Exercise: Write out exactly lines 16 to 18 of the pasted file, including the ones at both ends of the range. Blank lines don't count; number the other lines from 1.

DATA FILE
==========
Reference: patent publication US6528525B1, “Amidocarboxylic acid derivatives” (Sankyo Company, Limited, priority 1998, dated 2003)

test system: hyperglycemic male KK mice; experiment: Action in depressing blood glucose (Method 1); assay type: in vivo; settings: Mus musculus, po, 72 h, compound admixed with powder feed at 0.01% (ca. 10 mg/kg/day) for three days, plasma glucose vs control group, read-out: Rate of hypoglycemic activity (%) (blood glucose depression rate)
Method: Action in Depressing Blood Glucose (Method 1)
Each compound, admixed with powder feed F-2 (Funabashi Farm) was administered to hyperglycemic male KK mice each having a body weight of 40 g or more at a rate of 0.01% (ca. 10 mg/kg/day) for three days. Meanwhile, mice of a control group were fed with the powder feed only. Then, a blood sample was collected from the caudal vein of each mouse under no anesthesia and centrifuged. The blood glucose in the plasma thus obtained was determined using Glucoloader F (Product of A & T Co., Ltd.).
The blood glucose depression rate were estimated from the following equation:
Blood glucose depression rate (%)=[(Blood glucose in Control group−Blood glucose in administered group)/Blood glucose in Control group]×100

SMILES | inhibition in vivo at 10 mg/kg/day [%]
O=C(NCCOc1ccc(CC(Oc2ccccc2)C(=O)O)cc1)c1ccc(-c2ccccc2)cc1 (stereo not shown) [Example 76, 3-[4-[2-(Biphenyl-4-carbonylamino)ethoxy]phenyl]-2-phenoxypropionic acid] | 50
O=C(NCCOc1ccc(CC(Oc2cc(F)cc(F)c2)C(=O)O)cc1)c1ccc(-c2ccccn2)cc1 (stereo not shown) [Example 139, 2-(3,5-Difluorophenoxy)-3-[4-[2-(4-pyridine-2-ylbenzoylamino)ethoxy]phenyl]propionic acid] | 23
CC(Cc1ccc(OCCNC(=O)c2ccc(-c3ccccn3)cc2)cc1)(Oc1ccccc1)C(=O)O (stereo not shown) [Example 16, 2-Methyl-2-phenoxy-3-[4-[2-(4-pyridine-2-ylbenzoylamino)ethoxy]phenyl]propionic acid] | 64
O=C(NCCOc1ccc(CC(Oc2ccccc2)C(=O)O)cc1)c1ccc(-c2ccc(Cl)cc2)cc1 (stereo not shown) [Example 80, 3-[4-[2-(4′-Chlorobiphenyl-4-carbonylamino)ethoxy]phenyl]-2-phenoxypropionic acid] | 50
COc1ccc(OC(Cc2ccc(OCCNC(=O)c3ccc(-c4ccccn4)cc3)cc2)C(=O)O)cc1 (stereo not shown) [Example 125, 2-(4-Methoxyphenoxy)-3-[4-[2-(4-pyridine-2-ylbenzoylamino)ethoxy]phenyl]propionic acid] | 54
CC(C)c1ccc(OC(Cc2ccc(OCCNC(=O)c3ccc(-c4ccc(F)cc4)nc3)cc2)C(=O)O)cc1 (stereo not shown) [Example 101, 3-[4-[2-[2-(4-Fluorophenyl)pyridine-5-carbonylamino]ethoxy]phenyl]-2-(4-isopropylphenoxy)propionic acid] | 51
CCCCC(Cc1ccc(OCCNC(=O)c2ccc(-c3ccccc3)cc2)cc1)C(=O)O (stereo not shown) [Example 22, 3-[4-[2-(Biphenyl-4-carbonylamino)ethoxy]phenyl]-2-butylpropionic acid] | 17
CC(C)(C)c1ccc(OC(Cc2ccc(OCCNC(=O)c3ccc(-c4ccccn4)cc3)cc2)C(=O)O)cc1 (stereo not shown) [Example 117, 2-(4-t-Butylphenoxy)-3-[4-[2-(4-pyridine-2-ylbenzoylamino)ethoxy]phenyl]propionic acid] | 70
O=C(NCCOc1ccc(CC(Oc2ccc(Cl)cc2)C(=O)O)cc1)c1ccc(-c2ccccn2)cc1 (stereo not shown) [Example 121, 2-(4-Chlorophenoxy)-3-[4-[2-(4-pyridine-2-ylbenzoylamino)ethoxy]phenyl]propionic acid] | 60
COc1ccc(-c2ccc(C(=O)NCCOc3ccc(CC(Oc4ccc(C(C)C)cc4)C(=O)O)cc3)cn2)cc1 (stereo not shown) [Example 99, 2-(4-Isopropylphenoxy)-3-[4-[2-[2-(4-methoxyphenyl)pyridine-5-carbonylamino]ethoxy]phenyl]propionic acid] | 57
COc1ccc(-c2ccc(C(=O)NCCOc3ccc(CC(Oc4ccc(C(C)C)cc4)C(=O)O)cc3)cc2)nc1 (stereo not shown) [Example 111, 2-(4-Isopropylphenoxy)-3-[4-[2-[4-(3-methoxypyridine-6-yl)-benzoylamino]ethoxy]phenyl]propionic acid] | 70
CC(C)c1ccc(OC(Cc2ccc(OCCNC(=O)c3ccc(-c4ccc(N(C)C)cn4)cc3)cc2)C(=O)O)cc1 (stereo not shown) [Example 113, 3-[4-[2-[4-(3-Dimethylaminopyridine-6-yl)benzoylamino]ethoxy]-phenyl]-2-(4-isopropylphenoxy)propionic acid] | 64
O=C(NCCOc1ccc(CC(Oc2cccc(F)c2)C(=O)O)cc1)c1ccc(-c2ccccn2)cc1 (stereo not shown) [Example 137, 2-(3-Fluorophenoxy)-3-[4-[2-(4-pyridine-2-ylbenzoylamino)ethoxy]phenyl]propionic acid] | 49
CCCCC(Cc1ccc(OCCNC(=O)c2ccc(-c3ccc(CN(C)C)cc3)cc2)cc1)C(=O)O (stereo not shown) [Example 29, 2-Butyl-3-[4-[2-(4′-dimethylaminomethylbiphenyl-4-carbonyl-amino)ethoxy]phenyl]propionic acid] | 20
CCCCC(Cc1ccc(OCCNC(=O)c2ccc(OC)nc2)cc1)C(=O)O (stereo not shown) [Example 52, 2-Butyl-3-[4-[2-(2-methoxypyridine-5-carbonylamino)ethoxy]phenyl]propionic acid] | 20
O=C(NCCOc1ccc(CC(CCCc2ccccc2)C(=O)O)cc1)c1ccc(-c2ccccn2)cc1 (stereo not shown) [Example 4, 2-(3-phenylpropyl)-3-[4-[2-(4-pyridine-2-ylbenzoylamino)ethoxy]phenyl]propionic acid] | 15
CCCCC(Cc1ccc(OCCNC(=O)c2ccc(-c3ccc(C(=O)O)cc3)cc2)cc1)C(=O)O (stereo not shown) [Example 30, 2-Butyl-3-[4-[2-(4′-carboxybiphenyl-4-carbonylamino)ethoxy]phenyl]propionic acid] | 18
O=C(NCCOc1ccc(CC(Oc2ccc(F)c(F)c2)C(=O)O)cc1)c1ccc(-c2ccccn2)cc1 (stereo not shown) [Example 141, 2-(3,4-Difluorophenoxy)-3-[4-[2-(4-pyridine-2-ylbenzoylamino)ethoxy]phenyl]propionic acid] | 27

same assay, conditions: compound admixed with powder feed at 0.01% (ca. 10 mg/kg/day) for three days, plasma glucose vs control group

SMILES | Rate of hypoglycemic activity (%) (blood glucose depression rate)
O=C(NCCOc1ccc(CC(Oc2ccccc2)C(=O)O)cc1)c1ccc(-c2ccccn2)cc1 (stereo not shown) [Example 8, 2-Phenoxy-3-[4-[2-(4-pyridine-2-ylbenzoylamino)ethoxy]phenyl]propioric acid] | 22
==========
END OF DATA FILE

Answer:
O=C(NCCOc1ccc(CC(Oc2ccc(Cl)cc2)C(=O)O)cc1)c1ccc(-c2ccccn2)cc1 (stereo not shown) [Example 121, 2-(4-Chlorophenoxy)-3-[4-[2-(4-pyridine-2-ylbenzoylamino)ethoxy]phenyl]propionic acid] | 60
COc1ccc(-c2ccc(C(=O)NCCOc3ccc(CC(Oc4ccc(C(C)C)cc4)C(=O)O)cc3)cn2)cc1 (stereo not shown) [Example 99, 2-(4-Isopropylphenoxy)-3-[4-[2-[2-(4-methoxyphenyl)pyridine-5-carbonylamino]ethoxy]phenyl]propionic acid] | 57
COc1ccc(-c2ccc(C(=O)NCCOc3ccc(CC(Oc4ccc(C(C)C)cc4)C(=O)O)cc3)cc2)nc1 (stereo not shown) [Example 111, 2-(4-Isopropylphenoxy)-3-[4-[2-[4-(3-methoxypyridine-6-yl)-benzoylamino]ethoxy]phenyl]propionic acid] | 70